Memphis in Shelby County, Tennessee — The American South (East South Central)
Baton Rouge, Louisiana
Panel #17 Mississippi Riverwalk
— Mile 228.4 AHP —
The French built the first fort here in 1819. They named it Baton Rouge (“Red Stick”) for a tall red post hat mad the boundary between local Native Americans. Britain took control in 1763 after the French and Indian War. During the American Revolution, Spanish forces overpowered the British garrison and governed the area for twenty years. In the massive land transfer that became the Louisiana Purchase Spain retained control of Baton Rouge, but in 1810 the area’s pro-American inhabitants rebelled. They established the Independent West Florida Republic, which was soon annoyed to the United States. Baton Rouge prospered as an American Port and was chosen state capital in 1849.
After New Orleans fell early in the Civil War, Union forces moved quickly up-river to occupy Baton Rouge in May 1862. Three months later, Confederate forces attacked the town, hoping to regain control as part of a plan to recapture New Orleans. The battle was short and bloody but Confederate river forces never arrived and the attack was repelled. The state capital was moved from town to town during the hostilities but was returned to Baton Rouge in 1882.
Baton Rouge began to develop as an industrial center in 1909 when the first giant oil refinery was built. Later petroleum and chemical facilities were attracted by the area’s resources and the economical ocean and river transportation. Industrial development during World War II tripled the city’s population in a decade. Advancements in the petrochemical industry propelled further growth in the 1950’s and 1960’s. Today, more than 100 miles of huge industrial plants line both sides of the river south to New Orleans.
With a 40-foot-deep channel open to the Gulf, Baton Rouge has become one of the nation’s busiest ports. The Port Allen Lock and Canal directly across the river provides a useful shortcut to the Gulf Intercoastal Waterway, a 1,209-mile shipping channel connecting Mexico and Florida.
Photo Credit (1) Interstate 10 Bridge at Baton Rouge, Louisiana, (2) Old State Capital - Louisiana Office of Tourism
Erected by Mississippi Riverwalk. (Marker Number 17.)
Topics. This historical marker is listed in these topic lists: Industry & Commerce • Native Americans • War, US Civil • War, US Revolutionary.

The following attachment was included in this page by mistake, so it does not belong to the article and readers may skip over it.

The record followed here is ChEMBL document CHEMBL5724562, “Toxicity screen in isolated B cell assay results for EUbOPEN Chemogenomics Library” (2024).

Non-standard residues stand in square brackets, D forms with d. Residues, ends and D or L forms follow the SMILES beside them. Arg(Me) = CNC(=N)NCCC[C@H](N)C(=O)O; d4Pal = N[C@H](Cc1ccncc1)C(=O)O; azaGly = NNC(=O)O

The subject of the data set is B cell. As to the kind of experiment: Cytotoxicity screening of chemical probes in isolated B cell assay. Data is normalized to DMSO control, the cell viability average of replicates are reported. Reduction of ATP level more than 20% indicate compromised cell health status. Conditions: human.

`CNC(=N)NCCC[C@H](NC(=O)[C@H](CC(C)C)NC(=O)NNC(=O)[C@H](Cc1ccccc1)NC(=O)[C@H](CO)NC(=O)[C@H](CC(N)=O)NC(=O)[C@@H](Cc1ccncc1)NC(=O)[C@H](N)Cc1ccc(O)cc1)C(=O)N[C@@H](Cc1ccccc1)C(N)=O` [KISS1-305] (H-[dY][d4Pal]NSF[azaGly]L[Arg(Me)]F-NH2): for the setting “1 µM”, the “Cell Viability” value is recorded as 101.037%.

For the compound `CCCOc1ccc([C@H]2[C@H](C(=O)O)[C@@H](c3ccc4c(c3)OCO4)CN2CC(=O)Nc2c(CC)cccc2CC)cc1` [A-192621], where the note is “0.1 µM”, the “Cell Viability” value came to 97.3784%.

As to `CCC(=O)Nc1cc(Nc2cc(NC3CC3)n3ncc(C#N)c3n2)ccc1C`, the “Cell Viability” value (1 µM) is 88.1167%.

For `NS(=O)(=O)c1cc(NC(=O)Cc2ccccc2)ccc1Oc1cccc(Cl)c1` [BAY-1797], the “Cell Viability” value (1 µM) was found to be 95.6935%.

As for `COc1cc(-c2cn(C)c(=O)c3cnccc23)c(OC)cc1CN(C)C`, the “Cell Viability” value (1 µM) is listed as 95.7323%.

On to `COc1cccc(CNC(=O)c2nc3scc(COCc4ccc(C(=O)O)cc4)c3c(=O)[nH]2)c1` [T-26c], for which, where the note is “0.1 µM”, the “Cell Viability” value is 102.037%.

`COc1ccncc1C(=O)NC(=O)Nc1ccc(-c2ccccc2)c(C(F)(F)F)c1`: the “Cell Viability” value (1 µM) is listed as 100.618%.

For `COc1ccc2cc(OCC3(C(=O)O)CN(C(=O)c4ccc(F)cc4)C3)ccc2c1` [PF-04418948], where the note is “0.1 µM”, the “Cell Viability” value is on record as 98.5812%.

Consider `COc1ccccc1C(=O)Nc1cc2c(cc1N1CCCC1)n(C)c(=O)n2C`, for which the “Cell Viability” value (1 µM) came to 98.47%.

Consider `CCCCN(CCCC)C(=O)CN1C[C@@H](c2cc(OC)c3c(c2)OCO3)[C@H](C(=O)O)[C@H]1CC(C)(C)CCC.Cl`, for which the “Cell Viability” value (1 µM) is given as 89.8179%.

Location. 35° 8.968′ N, 90° 3.507′ W. Marker is in Memphis, Tennessee, in Shelby County. Marker can be reached from Island Drive 0.8 miles south of West A.W. Willis Avenue. Located in Mud Island River Park. Touch for map. Marker is at or near this postal address: 125 N Front St, Memphis TN 38103, United States of America. Touch for directions.
Other nearby markers. At least 8 other markers are within walking distance of this marker. The Mississippi Riverwalk (here, next to this marker); Ohio River (here, next to this marker); Cairo, Illinois (here, next to this marker); Islands No. 2, 3, and 4 / Fort Jefferson, Kentucky / Bird’s Point, Missouri (here, next to this marker); Island No. 5 (Wolf Island)/Belmont, Missouri/Columbus, Kentucky (here, next to this marker); Donaldson Point, Missouri/Island No. 8/Hickman, Kentucky/Dorena Crevasse (here, next to this marker); New Madrid, Missouri/Cates Casting Field/Island No. 10 (here, next to this marker); Tiptonville, Tennessee/Bixby Towhead (here, next to this marker). Touch for a list and map of all markers in Memphis.
Also see . . .
1. Baton Rouge, Louisiana. Baton Rouge is a major industrial, petrochemical, medical, research, motion picture, and growing technology center of the American South. It is also the location of Louisiana State University, the largest public university in the state. The Port of Greater Baton Rouge is the tenth largest in the United States in terms of tonnage shipped, and is the farthest upstream Mississippi River port capable of handling Panamax ships (Submitted on March 14, 2018, by Sandra Hughes Tidwell of Killen, Alabama, USA.)
2. Louisiana Purchase. The Louisiana territory included land from fifteen present U.S. states and two Canadian provinces. The territory contained land that forms Arkansas, Missouri, Iowa, Oklahoma, Kansas, and Nebraska; the portion of Minnesota west of the Mississippi River; a large portion of North Dakota; a large portion of South Dakota; the northeastern section of New Mexico; the northern portion of Texas; the area of Montana, Wyoming, and Colorado east of the Continental Divide; Louisiana west of the Mississippi River (plus New Orleans); and small portions of land within the present Canadian provinces of Alberta and Saskatchewan. Its non-native population was around 60,000 inhabitants, of whom half were African slaves. (Submitted on March 14, 2018, by Sandra Hughes Tidwell of Killen, Alabama, USA.)
Credits. This page was last revised on March 15, 2018. It was originally submitted on March 14, 2018, by Sandra Hughes Tidwell of Killen, Alabama, USA. This page has been viewed 123 times since then and 26 times this year. Photo 1. submitted on March 14, 2018, by Sandra Hughes Tidwell of Killen, Alabama, USA. • Bernard Fisher was the editor who published this page.
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